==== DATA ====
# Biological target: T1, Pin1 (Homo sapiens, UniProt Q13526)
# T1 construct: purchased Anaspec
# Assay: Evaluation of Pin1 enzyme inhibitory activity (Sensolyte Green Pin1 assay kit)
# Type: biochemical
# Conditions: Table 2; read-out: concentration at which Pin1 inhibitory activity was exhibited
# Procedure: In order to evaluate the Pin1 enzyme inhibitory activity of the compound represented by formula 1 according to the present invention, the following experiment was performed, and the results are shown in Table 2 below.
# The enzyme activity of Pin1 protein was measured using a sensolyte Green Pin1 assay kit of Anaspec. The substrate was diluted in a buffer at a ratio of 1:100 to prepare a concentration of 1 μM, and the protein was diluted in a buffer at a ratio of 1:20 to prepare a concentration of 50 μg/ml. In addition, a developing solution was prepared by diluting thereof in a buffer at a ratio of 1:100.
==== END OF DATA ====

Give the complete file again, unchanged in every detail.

# Biological target: T1, Pin1 (Homo sapiens, UniProt Q13526)
# T1 construct: purchased Anaspec
# Assay: Evaluation of Pin1 enzyme inhibitory activity (Sensolyte Green Pin1 assay kit)
# Type: biochemical
# Conditions: Table 2; read-out: concentration at which Pin1 inhibitory activity was exhibited
# Procedure: In order to evaluate the Pin1 enzyme inhibitory activity of the compound represented by formula 1 according to the present invention, the following experiment was performed, and the results are shown in Table 2 below.
# The enzyme activity of Pin1 protein was measured using a sensolyte Green Pin1 assay kit of Anaspec. The substrate was diluted in a buffer at a ratio of 1:100 to prepare a concentration of 1 μM, and the protein was diluted in a buffer at a ratio of 1:20 to prepare a concentration of 50 μg/ml. In addition, a developing solution was prepared by diluting thereof in a buffer at a ratio of 1:100.